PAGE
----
I won’t rhapsodize about the emotional and musical significance of this set — Louis-scholar Ricky Riccardi has done that with great eloquence on his blog, “The Wonderful World of Louis Armstrong,” in a posting of July 14.  (It’s also on my blogroll.)  This posting is just to say that the CDs are now more widely available for sale.  When they first appeared, you could find them only at the Louis Armstrong House in Corona, Queens.  Now, they can be purchased through www.jazzstore.com at a very congenial price.  You could also become a member of the Jazz Heritage Society: information about that is available at www.jazzheritage.org.  And how, you might ask, did I learn all this?  Nowhere else but at http://www.satchmo.net

Although he thought July 4, 1900 was his birthday, Louis was born on August 4, 1901.  Even if you order this CD set soon, it won’t come in time for his birthday — but a belated party is better than none.  And if you can tell yourself that it’s not important to hear Louis at home and in splendid 1937 form, keep such utterances private.  I’ll be listening to “The Love Bug Will Bite You,” and I won’t want to be distracted from it.  His story is our story, if we know how to listen to it.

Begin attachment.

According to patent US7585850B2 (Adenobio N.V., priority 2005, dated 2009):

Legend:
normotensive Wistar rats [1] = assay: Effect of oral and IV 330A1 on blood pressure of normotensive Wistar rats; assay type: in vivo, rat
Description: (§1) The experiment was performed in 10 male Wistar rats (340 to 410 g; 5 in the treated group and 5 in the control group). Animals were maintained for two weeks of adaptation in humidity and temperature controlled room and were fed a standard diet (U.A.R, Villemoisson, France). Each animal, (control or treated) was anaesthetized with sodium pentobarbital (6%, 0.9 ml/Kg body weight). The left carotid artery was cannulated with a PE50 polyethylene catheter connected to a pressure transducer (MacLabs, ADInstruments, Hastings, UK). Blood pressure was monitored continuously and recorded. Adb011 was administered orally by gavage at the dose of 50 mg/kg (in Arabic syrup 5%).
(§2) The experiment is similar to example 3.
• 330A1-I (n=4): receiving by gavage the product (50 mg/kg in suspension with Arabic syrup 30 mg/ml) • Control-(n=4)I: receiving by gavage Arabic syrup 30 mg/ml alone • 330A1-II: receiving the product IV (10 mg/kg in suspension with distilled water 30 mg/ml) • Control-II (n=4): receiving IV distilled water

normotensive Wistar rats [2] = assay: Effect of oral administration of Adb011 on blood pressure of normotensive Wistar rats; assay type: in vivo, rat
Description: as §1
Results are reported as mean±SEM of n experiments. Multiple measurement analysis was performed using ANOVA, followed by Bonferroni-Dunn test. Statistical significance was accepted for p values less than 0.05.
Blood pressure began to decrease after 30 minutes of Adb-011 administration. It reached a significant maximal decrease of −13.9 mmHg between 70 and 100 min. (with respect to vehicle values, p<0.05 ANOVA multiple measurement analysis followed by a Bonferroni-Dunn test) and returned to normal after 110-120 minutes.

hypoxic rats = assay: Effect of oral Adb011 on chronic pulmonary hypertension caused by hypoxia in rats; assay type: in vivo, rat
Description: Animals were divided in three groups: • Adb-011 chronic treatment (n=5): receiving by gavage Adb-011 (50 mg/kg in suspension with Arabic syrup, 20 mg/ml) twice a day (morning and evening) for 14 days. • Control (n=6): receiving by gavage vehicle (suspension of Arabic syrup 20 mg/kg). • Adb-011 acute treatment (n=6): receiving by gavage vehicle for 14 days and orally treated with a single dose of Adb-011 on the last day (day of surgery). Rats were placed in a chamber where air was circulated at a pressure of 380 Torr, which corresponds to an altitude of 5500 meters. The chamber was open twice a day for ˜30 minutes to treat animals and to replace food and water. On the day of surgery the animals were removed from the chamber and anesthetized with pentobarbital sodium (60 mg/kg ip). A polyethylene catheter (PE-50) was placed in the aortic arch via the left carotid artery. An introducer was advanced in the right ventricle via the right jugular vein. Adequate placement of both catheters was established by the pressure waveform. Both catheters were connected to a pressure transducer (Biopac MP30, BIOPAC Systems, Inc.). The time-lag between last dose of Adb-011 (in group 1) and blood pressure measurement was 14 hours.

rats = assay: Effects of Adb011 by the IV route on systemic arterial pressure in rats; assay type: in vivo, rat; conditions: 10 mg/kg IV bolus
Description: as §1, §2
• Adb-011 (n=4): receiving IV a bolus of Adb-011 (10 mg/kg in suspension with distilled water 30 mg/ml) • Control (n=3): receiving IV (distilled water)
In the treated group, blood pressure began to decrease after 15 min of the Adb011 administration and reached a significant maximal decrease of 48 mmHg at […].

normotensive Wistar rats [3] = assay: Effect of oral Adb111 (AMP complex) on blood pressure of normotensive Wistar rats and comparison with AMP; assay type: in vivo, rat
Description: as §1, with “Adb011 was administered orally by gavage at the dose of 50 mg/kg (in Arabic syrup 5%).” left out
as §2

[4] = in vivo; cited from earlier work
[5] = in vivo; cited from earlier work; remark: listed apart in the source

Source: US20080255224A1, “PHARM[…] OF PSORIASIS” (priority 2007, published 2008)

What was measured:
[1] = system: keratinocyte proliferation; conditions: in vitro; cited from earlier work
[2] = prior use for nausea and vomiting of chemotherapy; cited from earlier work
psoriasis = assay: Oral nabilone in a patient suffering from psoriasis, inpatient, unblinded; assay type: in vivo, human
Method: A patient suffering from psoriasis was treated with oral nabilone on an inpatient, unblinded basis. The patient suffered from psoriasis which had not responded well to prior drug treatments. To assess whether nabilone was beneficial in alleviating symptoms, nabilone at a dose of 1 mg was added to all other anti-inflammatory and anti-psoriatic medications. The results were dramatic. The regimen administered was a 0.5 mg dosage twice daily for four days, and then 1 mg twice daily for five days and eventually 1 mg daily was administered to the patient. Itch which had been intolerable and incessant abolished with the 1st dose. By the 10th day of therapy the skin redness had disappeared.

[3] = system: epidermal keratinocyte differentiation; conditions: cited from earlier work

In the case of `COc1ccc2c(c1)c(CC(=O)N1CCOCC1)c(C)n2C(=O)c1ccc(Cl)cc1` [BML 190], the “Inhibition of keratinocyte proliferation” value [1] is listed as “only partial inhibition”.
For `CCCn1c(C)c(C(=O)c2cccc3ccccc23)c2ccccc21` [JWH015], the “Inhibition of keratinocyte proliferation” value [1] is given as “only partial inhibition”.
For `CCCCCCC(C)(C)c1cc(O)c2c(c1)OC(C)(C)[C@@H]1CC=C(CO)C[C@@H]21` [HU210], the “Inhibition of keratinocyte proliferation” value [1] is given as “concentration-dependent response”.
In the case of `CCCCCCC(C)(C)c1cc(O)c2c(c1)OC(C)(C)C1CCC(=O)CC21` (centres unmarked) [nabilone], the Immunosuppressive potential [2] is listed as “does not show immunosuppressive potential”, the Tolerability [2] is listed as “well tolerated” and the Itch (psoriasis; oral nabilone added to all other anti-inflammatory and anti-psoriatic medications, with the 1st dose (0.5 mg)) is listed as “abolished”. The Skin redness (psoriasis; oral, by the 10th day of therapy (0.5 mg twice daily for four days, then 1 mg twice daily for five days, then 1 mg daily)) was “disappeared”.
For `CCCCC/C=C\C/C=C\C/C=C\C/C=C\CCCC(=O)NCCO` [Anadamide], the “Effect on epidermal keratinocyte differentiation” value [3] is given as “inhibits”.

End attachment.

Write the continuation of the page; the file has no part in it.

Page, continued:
THE NEXT GENERATION, or POPS IS TOPS

Since 1988, the Louis Armstrong House Museum in Corona, Queens — the house where Louis and Lucille lived — has been hosting programs to introduce neighborhood children to Louis’s music. It has never been a serious classroom exercise, rather an exuberant offering of hot jazz, spirituals, and blues in the beautiful garden behind the Armstrong house.